A 3-section bridge crossing a major river (dried out in this picture) via two small islands in the river. You can see two of the sections here, but sadly the middle one has fallen into such a state of disrepair that you have to cross using a nearby steel wire bridge

It's a tough hike down to the bottom of the canyon where the bridges are. The steps seem to have no end. It gets even worse on the way up, and we only barely made it back before dark. And not without some tears of pain being shed!

After the steps there is a flatter stretch through the thick, lush jungle
One of the ugly new bridges you cross on the hike to the living bridges - but look at the colour of that water! I have not manipulated the colour on this picture, if anything it's even better in real life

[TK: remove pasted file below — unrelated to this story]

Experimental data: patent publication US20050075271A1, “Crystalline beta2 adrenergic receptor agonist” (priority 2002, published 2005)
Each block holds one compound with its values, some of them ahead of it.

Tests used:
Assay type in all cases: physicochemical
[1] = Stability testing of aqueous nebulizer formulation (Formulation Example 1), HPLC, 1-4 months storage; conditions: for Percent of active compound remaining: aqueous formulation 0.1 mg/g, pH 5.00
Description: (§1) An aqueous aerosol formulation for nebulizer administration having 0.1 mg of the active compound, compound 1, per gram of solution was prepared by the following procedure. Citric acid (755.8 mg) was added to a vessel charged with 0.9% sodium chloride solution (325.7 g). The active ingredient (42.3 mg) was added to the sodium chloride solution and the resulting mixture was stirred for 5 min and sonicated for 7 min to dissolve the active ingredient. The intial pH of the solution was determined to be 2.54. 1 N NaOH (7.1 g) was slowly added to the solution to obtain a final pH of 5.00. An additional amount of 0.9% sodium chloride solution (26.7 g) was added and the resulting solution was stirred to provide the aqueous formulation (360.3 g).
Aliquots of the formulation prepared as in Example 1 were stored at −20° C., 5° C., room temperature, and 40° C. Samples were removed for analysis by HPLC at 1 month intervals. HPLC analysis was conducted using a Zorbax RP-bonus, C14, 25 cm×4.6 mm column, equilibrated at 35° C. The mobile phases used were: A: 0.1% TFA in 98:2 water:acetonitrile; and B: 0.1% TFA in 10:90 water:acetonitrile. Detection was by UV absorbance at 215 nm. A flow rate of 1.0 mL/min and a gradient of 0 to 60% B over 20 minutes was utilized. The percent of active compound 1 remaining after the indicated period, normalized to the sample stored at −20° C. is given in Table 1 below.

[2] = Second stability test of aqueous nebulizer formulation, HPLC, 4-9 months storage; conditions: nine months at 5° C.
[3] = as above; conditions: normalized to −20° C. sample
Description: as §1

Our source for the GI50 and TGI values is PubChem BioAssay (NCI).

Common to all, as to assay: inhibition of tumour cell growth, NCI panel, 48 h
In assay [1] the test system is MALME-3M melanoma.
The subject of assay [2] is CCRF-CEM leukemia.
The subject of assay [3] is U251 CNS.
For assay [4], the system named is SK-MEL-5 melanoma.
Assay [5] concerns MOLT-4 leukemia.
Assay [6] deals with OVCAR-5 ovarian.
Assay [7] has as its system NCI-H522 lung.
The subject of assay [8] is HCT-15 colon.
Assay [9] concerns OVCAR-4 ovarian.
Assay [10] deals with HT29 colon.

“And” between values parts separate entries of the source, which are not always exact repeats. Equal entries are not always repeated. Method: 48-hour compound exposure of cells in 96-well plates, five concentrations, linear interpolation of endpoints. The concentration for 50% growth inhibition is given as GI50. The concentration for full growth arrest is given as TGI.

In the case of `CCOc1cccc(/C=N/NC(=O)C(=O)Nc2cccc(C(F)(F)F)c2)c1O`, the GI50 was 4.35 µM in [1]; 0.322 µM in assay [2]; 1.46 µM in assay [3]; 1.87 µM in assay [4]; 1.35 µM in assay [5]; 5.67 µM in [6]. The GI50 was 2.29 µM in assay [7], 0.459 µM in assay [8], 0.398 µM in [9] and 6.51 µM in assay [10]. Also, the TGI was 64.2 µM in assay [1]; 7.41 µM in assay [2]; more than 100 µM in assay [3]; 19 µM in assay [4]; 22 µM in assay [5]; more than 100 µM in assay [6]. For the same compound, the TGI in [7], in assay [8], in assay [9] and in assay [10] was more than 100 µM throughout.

Nice tri-colured fruit. Anyone got any idea what this plant is?

You pass through a few small village on the way to the bridges - here is a family in Nongriat Village where we stopped for a tea break in the small shop owned by the man int he picture, Andreas.

Andreas gave us some complimentary fresh oranges plucked right off the tree. So sweet!

Beautiful wild flowers near the village

The hike ends at some nice natural swimming pools

Sunday, 5 December 2010

A Girl and her Cake

This is a picture from the 2-year birthday of, Rovi, the daughter of two of our friends. In the picture above she is looking with awe and wonder at her beautiful lady bug birthday cake. I think this picture in a way conveys the magic time that is early childhood.

Below are a few snaps from my own son Valdemar' first birthday - an event he won't  remember, but at least he'll have the pictures to remember:

Being the centre of attention can be a bit over whelming!
Valdemar also had a cake - then the mood improved a bit